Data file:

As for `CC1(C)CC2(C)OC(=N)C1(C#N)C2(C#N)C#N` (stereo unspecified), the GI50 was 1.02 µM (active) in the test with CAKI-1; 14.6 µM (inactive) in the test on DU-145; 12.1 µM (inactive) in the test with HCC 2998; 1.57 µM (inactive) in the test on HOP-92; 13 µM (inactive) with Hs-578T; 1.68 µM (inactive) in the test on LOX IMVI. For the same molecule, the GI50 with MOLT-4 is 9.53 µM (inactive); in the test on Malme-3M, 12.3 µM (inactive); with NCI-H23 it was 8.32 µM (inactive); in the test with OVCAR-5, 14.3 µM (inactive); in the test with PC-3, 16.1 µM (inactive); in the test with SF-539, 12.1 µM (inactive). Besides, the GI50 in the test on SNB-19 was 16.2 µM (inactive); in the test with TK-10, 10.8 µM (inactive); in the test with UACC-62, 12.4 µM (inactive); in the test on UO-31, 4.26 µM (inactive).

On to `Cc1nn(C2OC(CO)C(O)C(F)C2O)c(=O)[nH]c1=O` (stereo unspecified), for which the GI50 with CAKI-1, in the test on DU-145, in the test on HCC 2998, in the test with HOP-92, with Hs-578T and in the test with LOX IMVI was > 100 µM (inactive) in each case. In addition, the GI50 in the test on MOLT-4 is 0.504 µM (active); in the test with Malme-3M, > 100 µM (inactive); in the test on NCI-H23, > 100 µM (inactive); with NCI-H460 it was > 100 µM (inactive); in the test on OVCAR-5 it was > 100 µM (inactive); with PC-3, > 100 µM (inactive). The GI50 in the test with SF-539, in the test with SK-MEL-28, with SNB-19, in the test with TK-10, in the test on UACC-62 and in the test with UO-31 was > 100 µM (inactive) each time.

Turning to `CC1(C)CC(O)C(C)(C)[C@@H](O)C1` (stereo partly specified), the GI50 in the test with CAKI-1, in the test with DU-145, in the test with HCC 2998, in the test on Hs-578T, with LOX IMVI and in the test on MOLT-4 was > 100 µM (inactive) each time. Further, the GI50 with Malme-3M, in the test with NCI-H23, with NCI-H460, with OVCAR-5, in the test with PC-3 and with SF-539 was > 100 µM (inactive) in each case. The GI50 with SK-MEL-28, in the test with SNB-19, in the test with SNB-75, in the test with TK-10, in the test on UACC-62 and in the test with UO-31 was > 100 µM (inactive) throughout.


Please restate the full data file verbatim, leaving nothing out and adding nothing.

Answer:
As for `CC1(C)CC2(C)OC(=N)C1(C#N)C2(C#N)C#N` (stereo unspecified), the GI50 was 1.02 µM (active) in the test with CAKI-1; 14.6 µM (inactive) in the test on DU-145; 12.1 µM (inactive) in the test with HCC 2998; 1.57 µM (inactive) in the test on HOP-92; 13 µM (inactive) with Hs-578T; 1.68 µM (inactive) in the test on LOX IMVI. For the same molecule, the GI50 with MOLT-4 is 9.53 µM (inactive); in the test on Malme-3M, 12.3 µM (inactive); with NCI-H23 it was 8.32 µM (inactive); in the test with OVCAR-5, 14.3 µM (inactive); in the test with PC-3, 16.1 µM (inactive); in the test with SF-539, 12.1 µM (inactive). Besides, the GI50 in the test on SNB-19 was 16.2 µM (inactive); in the test with TK-10, 10.8 µM (inactive); in the test with UACC-62, 12.4 µM (inactive); in the test on UO-31, 4.26 µM (inactive).

On to `Cc1nn(C2OC(CO)C(O)C(F)C2O)c(=O)[nH]c1=O` (stereo unspecified), for which the GI50 with CAKI-1, in the test on DU-145, in the test on HCC 2998, in the test with HOP-92, with Hs-578T and in the test with LOX IMVI was > 100 µM (inactive) in each case. In addition, the GI50 in the test on MOLT-4 is 0.504 µM (active); in the test with Malme-3M, > 100 µM (inactive); in the test on NCI-H23, > 100 µM (inactive); with NCI-H460 it was > 100 µM (inactive); in the test on OVCAR-5 it was > 100 µM (inactive); with PC-3, > 100 µM (inactive). The GI50 in the test with SF-539, in the test with SK-MEL-28, with SNB-19, in the test with TK-10, in the test on UACC-62 and in the test with UO-31 was > 100 µM (inactive) each time.

Turning to `CC1(C)CC(O)C(C)(C)[C@@H](O)C1` (stereo partly specified), the GI50 in the test with CAKI-1, in the test with DU-145, in the test with HCC 2998, in the test on Hs-578T, with LOX IMVI and in the test on MOLT-4 was > 100 µM (inactive) each time. Further, the GI50 with Malme-3M, in the test with NCI-H23, with NCI-H460, with OVCAR-5, in the test with PC-3 and with SF-539 was > 100 µM (inactive) in each case. The GI50 with SK-MEL-28, in the test with SNB-19, in the test with SNB-75, in the test with TK-10, in the test on UACC-62 and in the test with UO-31 was > 100 µM (inactive) throughout.